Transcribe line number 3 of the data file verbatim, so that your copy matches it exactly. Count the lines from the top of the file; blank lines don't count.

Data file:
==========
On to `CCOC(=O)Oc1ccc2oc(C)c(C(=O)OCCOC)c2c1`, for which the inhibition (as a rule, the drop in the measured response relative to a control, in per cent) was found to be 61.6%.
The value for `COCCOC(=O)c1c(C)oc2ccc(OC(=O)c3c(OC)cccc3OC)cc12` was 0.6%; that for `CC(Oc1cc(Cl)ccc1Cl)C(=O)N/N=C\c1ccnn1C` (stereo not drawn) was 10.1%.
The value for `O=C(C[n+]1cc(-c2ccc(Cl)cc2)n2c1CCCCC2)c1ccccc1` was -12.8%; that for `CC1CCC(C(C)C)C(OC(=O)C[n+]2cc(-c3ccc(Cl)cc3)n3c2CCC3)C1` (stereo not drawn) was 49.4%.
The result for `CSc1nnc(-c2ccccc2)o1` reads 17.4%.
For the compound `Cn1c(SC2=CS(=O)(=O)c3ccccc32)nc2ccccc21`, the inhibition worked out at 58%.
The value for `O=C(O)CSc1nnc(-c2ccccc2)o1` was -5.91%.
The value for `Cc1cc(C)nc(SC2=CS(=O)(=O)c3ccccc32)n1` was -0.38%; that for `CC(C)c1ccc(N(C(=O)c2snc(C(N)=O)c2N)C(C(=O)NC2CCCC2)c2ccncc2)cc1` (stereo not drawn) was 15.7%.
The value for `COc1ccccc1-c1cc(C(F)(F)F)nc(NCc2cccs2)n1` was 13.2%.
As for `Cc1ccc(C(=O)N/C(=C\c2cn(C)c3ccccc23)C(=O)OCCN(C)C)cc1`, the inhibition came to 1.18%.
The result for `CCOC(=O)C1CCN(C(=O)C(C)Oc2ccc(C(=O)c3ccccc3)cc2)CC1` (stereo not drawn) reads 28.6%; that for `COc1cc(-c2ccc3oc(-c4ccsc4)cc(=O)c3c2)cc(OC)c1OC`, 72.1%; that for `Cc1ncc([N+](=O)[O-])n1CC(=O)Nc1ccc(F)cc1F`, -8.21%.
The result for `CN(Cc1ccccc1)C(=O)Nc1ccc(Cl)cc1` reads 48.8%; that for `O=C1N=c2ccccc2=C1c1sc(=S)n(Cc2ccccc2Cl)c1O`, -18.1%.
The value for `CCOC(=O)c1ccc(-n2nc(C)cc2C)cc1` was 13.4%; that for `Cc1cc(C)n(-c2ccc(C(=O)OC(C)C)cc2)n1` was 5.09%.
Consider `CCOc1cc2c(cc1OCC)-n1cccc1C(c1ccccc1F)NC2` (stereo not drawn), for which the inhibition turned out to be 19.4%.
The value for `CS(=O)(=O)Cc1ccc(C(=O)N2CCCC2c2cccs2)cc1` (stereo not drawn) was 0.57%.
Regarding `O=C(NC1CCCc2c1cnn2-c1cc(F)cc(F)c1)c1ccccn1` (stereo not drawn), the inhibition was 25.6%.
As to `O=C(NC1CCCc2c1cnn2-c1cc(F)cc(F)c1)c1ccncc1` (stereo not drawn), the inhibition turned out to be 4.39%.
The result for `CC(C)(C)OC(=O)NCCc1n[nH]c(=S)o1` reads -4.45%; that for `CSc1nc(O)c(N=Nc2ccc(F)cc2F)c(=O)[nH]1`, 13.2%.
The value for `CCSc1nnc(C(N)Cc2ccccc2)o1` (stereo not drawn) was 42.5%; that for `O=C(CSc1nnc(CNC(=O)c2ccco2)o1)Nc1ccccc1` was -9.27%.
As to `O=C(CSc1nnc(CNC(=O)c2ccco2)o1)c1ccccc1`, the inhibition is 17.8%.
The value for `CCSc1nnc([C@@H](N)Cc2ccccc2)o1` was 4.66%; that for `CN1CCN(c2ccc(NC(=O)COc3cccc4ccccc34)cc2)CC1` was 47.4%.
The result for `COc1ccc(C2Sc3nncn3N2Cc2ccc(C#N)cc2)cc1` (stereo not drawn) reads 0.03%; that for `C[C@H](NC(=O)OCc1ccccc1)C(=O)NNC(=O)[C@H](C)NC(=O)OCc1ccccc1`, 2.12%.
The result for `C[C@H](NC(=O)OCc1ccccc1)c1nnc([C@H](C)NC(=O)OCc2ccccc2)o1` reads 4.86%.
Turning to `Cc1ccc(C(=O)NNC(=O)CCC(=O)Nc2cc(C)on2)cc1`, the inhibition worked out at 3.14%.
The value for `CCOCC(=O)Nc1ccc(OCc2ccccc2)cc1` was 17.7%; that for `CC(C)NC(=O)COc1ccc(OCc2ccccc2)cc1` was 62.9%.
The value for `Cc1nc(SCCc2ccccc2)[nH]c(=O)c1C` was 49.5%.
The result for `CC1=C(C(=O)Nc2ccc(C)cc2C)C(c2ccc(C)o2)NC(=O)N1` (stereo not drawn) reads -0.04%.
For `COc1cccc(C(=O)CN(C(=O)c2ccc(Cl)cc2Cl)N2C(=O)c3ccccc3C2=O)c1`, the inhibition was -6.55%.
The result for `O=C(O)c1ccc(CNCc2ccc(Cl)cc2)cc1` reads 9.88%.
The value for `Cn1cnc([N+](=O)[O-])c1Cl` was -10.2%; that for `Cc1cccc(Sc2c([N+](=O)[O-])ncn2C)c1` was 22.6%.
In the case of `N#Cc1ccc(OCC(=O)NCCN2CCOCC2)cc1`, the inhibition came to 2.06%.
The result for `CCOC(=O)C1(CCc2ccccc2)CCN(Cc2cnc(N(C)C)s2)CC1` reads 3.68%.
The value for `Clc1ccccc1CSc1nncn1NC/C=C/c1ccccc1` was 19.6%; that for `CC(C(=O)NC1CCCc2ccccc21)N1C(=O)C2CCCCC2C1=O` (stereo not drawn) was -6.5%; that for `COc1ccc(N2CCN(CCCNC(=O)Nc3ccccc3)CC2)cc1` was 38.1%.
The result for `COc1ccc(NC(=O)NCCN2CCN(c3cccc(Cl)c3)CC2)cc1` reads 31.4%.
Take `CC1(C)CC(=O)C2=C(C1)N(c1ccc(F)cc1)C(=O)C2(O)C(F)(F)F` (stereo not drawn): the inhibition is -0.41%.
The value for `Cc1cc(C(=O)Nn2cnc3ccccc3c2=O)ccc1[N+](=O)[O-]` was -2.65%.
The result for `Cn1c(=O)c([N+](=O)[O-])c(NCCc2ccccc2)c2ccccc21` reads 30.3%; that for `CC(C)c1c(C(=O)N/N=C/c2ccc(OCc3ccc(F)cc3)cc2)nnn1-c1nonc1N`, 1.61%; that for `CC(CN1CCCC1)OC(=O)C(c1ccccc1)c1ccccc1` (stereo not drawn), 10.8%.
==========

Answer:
The value for `O=C(C[n+]1cc(-c2ccc(Cl)cc2)n2c1CCCCC2)c1ccccc1` was -12.8%; that for `CC1CCC(C(C)C)C(OC(=O)C[n+]2cc(-c3ccc(Cl)cc3)n3c2CCC3)C1` (stereo not drawn) was 49.4%.